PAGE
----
Stomach and liver cancer rates are higher in migrant communities

Immigrant communities have significantly higher rates of stomach and liver cancer, according to new evidence that has driven people from all walks of life to seek equal access to education, screening and care on the cancer in the new disease management strategy over the next five years. years.

Research by the University of Sydney and the Daffodil Center of the Cancer Council NSW, and the Queensland Cancer Council, found that people who had immigrated from countries with higher incidences of certain cancers were more likely to be diagnosed with these cancers once in Australia.

New data has shown higher rates of certain cancers in migrant communities.Credit:iStock

The study looked at national data on the incidence of stomach, liver and cervical cancers diagnosed between 2005 and 2014.

The incidence of liver cancer in people born in Asia, considered the world leader in the disease, was particularly high. Rates among people born in Vietnam were more than five times higher than those born in Australia, with higher incidences also reported among Chinese immigrants.

While the incidence of stomach cancer in the general population has fallen by 22% over the past two decades, immigrants from South America, Northeast Asia and Polynesia, where rates are comparatively higher, were diagnosed at twice the rate of Australians. population born.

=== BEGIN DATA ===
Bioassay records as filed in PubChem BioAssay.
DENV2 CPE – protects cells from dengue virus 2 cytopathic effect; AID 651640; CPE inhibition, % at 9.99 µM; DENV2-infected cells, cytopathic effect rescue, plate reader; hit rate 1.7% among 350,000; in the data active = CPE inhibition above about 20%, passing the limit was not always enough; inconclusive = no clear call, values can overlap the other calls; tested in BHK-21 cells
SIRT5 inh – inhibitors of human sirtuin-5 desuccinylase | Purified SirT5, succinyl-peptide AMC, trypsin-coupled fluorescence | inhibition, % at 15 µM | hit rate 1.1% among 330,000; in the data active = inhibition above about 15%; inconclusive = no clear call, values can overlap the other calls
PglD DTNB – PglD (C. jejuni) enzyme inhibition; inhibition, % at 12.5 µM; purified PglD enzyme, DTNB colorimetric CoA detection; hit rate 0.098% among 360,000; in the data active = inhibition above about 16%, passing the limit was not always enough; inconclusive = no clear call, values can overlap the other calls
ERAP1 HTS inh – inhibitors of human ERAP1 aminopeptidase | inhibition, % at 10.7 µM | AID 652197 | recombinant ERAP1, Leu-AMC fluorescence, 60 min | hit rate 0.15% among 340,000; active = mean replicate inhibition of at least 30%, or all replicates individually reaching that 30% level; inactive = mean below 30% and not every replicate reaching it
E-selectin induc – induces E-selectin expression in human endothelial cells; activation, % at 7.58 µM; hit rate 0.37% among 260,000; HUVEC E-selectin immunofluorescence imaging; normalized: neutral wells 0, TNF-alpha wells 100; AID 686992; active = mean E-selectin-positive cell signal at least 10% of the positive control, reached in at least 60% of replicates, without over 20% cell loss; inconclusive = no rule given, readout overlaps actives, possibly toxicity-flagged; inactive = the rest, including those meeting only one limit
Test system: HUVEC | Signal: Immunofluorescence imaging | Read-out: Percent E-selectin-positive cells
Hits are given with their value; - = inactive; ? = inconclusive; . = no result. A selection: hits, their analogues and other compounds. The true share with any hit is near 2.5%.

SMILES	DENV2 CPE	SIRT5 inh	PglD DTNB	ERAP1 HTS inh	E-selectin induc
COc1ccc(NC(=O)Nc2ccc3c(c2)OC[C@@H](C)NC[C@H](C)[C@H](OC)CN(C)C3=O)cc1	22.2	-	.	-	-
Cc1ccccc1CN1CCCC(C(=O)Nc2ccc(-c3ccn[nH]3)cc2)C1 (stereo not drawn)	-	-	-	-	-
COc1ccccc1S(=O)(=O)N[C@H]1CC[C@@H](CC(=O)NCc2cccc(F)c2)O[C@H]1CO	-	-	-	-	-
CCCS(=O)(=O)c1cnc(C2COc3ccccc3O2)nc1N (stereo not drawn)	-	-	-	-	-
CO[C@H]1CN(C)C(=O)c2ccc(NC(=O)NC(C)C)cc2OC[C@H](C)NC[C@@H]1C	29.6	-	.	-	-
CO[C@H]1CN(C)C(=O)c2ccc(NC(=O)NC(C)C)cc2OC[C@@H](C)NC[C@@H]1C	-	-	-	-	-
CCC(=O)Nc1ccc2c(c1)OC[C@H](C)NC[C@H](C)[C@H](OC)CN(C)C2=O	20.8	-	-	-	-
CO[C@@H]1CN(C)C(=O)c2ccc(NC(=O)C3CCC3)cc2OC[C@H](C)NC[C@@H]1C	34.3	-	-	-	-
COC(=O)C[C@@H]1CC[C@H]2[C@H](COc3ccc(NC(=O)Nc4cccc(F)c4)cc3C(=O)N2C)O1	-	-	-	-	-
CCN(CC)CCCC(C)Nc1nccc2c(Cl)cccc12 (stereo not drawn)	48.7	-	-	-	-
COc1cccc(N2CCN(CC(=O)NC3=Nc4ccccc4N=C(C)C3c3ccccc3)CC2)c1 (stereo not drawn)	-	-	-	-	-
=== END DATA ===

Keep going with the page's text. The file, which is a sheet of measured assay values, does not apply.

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“When we look at liver cancer and stomach cancer, they’re usually infections that take a while to start having an impact and turning into cancer, and we don’t have [early] screening that can help those right now,” said study co-author Dr. Eleonora Feletto.

“The very fact that we see this in migrant groups suggests that this is a higher risk that we need to engage with. Data like this shows where a liver cancer awareness campaign, for example, is best directed.”

The most common cancers in New South Wales are prostate, breast, bowel, melanoma and lung. Liver cancer is the only major cancer with rising rates of diagnosis and death in Australia, largely attributed to rising levels of obesity and type 2 diabetes, both of which are risk factors.

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